How Many Calories Should I Eat Today?
Most People Don't Know, Survey Shows
WebMD News Archive
May 5, 2006 - More Americans are reading nutrition labels and know the
calorie counts of the foods they eat, but most don't have a clue how many
calories they actually need, a new survey shows.
Nearly nine out of 10 people polled had no idea how many calories they
should eat in a given day to maintain a healthy weight. Forty-three percent
refused to even venture a guess, and four out of five people who did guess,
The online survey was conducted by the International Food Information
Council (IFIC) Foundation to gauge the knowledge and behaviors of Americans
regarding diet, physical activity, and weight.
While 60% of the 1,000 people surveyed reported having read Nutrition Facts
Panels on food labels "always" or "most of the time" for
first-time purchases, only 2% said they "ate fewer calories" when asked
to name specific changes they were making to improve their diets.
Most people surveyed also did not know or did not believe the adage, "a
calorie is a calorie is a calorie."
Less than a third agreed with the statement, "Calories in general are
what cause weight gain." And many believed that calories from specific
types of foods, like fats and carbohydrates, were more likely to cause weight
gain than calories from other types of foods.
"What this survey tells us is that most American consumers are confused
about how to use calorie information to make changes in their overall diet in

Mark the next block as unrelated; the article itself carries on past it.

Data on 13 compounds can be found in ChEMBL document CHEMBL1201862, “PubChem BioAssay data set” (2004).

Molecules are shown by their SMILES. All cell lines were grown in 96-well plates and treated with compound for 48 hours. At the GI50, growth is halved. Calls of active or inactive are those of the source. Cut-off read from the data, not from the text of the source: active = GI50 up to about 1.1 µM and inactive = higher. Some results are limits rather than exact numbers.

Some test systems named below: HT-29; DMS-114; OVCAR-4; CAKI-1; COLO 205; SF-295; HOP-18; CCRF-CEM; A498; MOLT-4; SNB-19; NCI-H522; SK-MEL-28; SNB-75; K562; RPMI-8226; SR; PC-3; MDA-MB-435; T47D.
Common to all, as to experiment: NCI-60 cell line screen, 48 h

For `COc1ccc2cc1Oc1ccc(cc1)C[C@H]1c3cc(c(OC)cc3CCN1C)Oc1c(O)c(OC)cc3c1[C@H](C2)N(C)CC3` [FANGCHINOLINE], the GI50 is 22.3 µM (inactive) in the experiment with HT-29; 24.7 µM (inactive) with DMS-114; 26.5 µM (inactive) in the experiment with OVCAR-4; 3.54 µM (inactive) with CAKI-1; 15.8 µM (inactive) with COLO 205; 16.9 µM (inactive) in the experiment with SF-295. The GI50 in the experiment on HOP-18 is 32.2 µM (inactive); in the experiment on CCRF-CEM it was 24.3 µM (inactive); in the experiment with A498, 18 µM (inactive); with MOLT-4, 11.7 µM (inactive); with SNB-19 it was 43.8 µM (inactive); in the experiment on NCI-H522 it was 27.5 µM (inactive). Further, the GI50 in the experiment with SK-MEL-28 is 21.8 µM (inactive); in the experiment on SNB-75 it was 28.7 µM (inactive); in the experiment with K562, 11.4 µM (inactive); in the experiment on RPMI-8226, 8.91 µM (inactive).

order to improve their health in general or to better manage their weight,"
says IFIC Foundation President Susan T. Borra, RD.
Calorie Needs Vary
So how many calories should you eat each day? If you don't know, you are in
"Even I don't know that," nationally known nutritionist and author
Marion Nestle, PhD, MPH, tells WebMD.
Calorie needs vary greatly according to a person's age, sex, and activity
level. The U.S. Department of Agriculture has developed a chart to help people
find their specific calorie needs, which can be found online at
According to the formula, a 25-year-old man who exercises 30 to 60 minutes
every day with moderate or vigorous activity should eat about 2,800 calories a
day, while a sedentary 65-year-old woman needs just 1,600 calories. An active
45-year-old man needs 2,600 calories, while an active woman of the same age
needs 2,000 (also for 30 to 60 minutes of exercise each day).
Nestle says the formula is only useful for people who "keep calorie
charts in their heads or eat nothing but processed foods with labels."
But she agrees that most people are very confused about nutrition and
"If I could teach one thing to people to help them maintain weight, it
would be that larger portions have more calories," she says.
Borra agrees that it is simplistic and not particularly helpful to send the
message that weight loss is just a matter of taking in fewer calories than you
expend. She says the USDA formula is just one tool people can use to better
understand their nutritional needs.
"It is just a starting point," she tells WebMD.